WELSH trainers descended on Ffos Las for its National Hunt meeting on Thursday in great numbers and they won six of the seven races between them.

In the other race a Welsh runner was beaten a head.

Grams And Ounces is equally at home on the flat and over jumps, with seven wins under each code. When the low setting sun blazed down the home straight and compelled all the hurdles in it to be omitted, his 2m4f race was reduced to just four flights instead of the usual ten. Conditions suited Grace Harris’ veteran perfectly and once he took the lead passing the usual third last he gamely held off a couple of challengers to win for the 15th time at a generous 14/1.

Borak won his second race of the month for Bernard Llewellyn. In this race only three hurdles were jumped instead of eight because of the low sun. Borak is another to have won on the flat, an advantage that his nearest pursuers didn’t have. It was conditional jockey Robert Williams’ third winner of the season. That equals his total for the whole of 2017/18, and his next will be his 50th over jumps.

David Probert was out of luck at Royal Ascot last week. His best chance was on the 2,000 Guineas runner-up Tip Two Win, but he finished a slightly disappointing fourth in the St James’ Palace Stakes. Unless some physical problem comes to light he may have to try for a Group 2 or 3.

His only success was for Sir Michael Stoute, but that was at Chelmsford one evening. He helped Melting Dew hang on gamely from two determined challengers to win £26,000 for the horse’s new owner. As this gentleman paid 310,000 guineas for him it’s to be hoped there will be many more victories in store for this four-year-old colt.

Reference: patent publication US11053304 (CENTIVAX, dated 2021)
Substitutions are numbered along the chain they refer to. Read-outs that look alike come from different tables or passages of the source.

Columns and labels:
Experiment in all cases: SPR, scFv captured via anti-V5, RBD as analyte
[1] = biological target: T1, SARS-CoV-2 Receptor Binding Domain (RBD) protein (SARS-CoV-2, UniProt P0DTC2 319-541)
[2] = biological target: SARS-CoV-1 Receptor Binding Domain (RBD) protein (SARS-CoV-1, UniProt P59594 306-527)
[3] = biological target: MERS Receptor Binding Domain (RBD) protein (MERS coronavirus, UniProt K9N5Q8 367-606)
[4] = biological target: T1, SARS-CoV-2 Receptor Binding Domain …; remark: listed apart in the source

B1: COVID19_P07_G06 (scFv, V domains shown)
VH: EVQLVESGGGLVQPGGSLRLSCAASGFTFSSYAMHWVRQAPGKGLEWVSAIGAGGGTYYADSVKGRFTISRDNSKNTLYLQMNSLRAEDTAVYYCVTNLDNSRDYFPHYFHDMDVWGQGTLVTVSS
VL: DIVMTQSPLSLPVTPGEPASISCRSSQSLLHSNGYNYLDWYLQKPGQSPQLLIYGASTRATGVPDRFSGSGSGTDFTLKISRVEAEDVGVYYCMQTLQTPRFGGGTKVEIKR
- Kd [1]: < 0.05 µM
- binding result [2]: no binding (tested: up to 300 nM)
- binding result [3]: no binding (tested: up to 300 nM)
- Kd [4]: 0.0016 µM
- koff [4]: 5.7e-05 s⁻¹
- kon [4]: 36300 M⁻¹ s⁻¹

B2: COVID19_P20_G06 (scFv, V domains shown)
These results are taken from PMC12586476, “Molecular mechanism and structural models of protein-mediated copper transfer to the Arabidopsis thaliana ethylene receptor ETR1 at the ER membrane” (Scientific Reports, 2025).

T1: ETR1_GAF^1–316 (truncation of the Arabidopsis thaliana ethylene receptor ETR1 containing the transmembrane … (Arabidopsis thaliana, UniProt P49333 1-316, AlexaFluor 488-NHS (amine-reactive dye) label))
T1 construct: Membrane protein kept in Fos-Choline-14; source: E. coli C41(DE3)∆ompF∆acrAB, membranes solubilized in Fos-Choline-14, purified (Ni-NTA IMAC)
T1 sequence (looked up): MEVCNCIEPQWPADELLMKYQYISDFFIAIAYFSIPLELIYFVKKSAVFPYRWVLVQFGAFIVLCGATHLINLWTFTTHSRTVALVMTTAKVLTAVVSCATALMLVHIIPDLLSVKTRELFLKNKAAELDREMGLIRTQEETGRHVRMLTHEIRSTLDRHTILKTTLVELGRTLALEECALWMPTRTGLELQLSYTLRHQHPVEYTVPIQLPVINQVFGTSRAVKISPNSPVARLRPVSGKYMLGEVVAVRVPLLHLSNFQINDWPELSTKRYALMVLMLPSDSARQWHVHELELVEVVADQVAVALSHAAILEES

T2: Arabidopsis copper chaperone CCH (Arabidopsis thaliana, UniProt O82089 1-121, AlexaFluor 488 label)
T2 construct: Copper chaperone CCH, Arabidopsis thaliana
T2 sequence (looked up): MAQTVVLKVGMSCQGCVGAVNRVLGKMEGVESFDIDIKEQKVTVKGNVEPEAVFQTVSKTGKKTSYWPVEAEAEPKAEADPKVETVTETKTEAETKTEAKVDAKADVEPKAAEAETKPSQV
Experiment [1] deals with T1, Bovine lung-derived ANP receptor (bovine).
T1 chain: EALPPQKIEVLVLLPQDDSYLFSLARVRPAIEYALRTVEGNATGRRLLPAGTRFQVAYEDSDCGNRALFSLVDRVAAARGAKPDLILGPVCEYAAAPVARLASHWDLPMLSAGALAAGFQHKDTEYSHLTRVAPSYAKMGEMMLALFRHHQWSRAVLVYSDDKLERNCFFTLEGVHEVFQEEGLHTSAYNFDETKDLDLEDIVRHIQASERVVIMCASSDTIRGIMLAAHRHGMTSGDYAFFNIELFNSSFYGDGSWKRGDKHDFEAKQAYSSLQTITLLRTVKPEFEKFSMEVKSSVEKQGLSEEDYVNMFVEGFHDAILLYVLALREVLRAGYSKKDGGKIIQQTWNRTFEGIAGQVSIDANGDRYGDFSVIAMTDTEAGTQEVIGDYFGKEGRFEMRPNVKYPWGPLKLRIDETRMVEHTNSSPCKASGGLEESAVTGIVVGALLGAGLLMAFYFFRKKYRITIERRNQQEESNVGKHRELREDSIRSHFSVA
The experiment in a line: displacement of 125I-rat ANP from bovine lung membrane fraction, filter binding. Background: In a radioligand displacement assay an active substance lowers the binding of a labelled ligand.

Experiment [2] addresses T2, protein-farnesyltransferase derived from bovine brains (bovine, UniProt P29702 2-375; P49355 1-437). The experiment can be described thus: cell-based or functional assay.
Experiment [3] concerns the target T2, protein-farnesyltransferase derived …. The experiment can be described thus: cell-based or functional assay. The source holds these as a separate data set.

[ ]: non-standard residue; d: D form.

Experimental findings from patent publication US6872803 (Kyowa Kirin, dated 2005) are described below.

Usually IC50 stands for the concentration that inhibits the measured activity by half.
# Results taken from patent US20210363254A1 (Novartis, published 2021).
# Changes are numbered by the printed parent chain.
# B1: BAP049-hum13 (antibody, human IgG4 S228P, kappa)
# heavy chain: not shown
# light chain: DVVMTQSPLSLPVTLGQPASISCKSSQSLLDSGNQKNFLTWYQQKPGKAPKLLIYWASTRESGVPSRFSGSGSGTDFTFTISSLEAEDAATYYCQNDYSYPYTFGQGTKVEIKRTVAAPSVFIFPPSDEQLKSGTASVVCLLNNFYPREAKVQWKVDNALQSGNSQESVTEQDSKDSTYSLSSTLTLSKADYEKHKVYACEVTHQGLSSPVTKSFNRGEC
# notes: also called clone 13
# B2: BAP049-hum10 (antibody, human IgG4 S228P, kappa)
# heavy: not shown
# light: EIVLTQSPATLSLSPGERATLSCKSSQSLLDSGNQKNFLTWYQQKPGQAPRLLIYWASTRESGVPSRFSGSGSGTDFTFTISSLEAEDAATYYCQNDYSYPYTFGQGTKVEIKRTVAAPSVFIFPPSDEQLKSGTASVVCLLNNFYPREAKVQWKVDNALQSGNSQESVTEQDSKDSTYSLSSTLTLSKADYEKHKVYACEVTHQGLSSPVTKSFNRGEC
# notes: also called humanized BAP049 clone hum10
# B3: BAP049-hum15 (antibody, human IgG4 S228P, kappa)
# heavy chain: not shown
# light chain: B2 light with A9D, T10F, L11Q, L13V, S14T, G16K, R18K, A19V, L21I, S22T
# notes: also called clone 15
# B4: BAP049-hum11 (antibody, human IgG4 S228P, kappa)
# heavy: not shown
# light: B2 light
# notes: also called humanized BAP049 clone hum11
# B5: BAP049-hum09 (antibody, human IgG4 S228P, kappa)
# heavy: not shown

Back at Royal Ascot, Ron Harris’ Country Rose was beaten less than five lengths in the Queen Mary. She was in the vanguard for most of the way and gave her each way supporters at 100/1 a run for their money. Dropped in grade and on a fast track she can resume winning ways.

At Chepstow on Monday, Matthew Salaman trained the 50/1 winner of the five furlong sprint, Molly Jones. His father Taffy rode Churchtown Boy to finish second to Red Rum in the 1977 Grand National, an amazing performance seeing as he had won the Topham Trophy over 2m6f of the National course two days before.

Jahaafel, the six length winner of the mile and a quarter novices stakes, looks the sort that his trainer William Haggas will place to good effect in a nice handicap in the next few months.

There’s more racing at Chepstow next Tuesday evening. Their Beer and Balti Package consists of admission, a plate of curry and rice, a drink and a racecard for just £20 per person if booked in advance, plus a small booking fee.